Hillary Clinton's campaign finally came out against the Bush administration's secret program to promote Iraq policy through television analysts on Monday, saying it raises questions of "credibility and trust at the Pentagon" and calling for an Inspector General investigation, in a statement provided to The Nation. The program, first reported by the New York Times on April 20, drew criticism from media watchdog groups and some Democrats, but none of the presidential candidates had previously addressed it. Barack Obama's campaign also finally weighed in on the controversy, telling The Nation that the Illinois Senator was "deeply disturbed" that the administration "sought to manipulate the public's trust," and saying the program "deserves further investigation to determine if laws or ethical standards were violated." Senator McCain's campaign did not respond to a request for comment.
A Pentagon official announced that it would "suspend" the program for "retired military analysts" pending further review, in an interview with the military's Stars and Stripes newspaper on Thursday. The Pentagon added that the suspension is "temporary" on Monday.
The Clinton Campaign said that given the Bush administration's record on intelligence and misinformation, an investigation is critical to determine how the Pentagon shaped the "commentary of putatively independent television military analysts" for "'selling' the Iraq war and our country's defense policy now." The campaign statement also flagged "serious questions about the potential linkage of government contracts to favorable public commentary by military analysts."
The Obama campaign called for "greater transparency to ensure that those who lobby the Pentagon are not rewarded for favorable commentary about the administration's policies." Obama spokesperson Jen Psaki also broadened the argument to indict the ongoing debate over war policy, saying "it's past time that we conducted an honest dialogue about the situation in Iraq." (Full statements here.)
McCain's refusal to comment on the program is unsurprising, given his staunch support for every major aspect of the president's Iraq policy. However, the Democratic candidates' delay in responding is more complicated. There has been a virtual blackout of the topic on television news, so the candidates have not been pressed in recent interviews, such as Obama's Fox appearance on Sunday. And the issue is politically delicate because it implicates the conduct of retired generals. The campaigns were careful to criticize the administration, not the generals, who hold a hallowed position in foreign policy discourse. The Clinton campaign even stressed that its criticism did not impugn "the honor and patriotism of our dedicated career military officers," and neither candidate advocated a congressional or independent inquiry.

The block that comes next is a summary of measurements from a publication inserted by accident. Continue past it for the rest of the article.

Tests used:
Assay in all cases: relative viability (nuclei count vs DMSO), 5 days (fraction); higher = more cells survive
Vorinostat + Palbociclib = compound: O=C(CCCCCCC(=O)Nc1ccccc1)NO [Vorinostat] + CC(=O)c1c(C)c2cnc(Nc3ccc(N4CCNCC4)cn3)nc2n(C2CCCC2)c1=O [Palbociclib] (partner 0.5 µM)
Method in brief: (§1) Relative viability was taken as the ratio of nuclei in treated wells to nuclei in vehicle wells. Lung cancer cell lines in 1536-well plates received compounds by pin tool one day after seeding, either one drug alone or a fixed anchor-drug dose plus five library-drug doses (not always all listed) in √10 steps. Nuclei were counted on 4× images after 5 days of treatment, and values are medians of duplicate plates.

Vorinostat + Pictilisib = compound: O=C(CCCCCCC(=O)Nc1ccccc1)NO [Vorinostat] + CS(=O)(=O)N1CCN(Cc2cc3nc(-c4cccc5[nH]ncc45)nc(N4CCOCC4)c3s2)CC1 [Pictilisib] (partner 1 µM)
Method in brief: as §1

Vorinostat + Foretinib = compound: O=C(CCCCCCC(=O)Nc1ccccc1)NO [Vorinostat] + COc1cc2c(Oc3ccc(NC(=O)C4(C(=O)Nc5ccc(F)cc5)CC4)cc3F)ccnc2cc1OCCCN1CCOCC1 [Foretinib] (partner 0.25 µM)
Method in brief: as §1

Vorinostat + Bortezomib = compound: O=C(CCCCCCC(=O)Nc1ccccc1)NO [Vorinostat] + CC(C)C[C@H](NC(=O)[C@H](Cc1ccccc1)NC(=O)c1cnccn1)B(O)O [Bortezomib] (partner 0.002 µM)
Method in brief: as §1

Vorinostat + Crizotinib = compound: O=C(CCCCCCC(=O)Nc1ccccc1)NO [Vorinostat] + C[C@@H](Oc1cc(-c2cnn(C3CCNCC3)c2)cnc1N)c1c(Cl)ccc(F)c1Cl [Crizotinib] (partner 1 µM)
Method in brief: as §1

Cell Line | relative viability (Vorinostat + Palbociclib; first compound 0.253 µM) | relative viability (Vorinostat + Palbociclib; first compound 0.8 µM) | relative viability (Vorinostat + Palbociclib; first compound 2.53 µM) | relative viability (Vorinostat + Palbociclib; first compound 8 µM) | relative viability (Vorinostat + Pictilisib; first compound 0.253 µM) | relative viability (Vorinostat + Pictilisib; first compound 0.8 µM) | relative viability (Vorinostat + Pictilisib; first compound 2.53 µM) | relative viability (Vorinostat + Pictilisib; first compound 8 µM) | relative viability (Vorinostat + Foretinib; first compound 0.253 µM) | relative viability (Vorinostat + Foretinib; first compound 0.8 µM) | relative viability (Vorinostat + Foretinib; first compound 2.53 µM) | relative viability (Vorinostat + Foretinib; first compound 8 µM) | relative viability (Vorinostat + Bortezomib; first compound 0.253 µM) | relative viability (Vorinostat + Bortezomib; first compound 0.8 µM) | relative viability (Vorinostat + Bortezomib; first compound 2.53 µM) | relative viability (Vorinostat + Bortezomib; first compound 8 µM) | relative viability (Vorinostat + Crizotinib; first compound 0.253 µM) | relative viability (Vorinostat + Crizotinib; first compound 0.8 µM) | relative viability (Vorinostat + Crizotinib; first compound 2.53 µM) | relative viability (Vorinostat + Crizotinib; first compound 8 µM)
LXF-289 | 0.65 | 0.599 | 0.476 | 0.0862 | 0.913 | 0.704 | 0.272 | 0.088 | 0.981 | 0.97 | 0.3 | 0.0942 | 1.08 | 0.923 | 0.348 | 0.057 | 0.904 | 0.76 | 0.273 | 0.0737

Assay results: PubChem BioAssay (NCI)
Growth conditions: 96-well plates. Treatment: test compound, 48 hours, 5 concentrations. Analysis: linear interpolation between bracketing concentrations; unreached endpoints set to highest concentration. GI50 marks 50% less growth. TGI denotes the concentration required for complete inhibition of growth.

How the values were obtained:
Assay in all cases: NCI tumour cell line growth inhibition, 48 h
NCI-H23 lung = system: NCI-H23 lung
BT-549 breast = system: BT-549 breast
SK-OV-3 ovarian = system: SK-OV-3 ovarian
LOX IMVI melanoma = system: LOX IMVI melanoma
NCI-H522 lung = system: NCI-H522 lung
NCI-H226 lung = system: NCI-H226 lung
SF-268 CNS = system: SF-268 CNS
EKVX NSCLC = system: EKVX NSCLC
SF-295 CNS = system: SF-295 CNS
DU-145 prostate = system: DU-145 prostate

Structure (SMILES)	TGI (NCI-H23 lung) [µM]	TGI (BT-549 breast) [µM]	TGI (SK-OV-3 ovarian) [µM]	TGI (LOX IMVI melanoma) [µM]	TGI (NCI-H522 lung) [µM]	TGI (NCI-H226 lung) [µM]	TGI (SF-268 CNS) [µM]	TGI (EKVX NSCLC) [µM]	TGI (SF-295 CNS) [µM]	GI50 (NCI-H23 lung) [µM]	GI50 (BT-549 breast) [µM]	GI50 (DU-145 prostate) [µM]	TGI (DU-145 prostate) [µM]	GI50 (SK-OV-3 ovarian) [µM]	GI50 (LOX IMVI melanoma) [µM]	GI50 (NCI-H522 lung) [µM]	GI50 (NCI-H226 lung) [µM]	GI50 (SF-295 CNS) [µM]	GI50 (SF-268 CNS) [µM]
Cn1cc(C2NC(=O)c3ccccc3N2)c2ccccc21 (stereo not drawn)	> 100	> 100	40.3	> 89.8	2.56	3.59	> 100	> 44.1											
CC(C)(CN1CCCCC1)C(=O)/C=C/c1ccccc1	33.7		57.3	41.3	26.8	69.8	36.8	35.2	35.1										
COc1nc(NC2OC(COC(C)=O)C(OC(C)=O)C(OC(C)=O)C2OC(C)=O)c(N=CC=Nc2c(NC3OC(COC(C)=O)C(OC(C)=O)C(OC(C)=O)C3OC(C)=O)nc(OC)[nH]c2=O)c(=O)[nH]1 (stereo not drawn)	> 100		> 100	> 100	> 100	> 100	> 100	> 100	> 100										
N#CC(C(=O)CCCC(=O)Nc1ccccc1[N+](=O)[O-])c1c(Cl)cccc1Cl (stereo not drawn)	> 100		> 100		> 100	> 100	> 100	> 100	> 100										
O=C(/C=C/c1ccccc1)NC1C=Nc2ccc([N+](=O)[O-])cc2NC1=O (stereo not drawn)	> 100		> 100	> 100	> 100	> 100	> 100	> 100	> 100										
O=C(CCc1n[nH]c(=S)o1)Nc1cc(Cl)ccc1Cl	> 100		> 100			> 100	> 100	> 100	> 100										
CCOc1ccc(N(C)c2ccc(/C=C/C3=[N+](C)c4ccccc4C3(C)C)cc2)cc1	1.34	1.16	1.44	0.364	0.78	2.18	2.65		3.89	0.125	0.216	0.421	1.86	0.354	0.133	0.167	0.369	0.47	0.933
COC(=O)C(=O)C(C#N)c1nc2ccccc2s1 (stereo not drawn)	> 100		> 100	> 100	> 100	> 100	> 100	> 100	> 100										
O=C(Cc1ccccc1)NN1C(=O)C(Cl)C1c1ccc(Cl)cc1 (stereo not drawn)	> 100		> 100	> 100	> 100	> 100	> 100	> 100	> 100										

The Chairs of the Senate and House Armed Services Committee have also called for internal investigations by the Defense Department. Carl Levin, the Senate Chairman, highlighted retaliation against analysts critical of the war in his letter calling on Defense Secretary Robert Gates to investigate. Ike Skelton, the House Chairman, criticized the Pentagon in floor remarks for using retired generals "as pawns to spout the administration's talking points" and called on news organizations to "disclose potential conflicts of interest."
Most of the television networks, however, have repeatedly refused to comment on the story, let alone change their policies. Representative Rosa DeLauro sent letters to five network presidents last week, demanding details about their policies allowing analysts with financial and political conflicts of interest. Free Press, a media reform organization, has documented the networks' refusal to respond to several inquiries (or report on the program itself). The group is calling for a congressional investigation. Since the Times had to sue the Pentagon to obtain the original documents exposing the program, internal investigations and "temporary" suspensions are unlikely to generate any more useful information or accountability.
Full statements available at The Nation, where this article first appeared.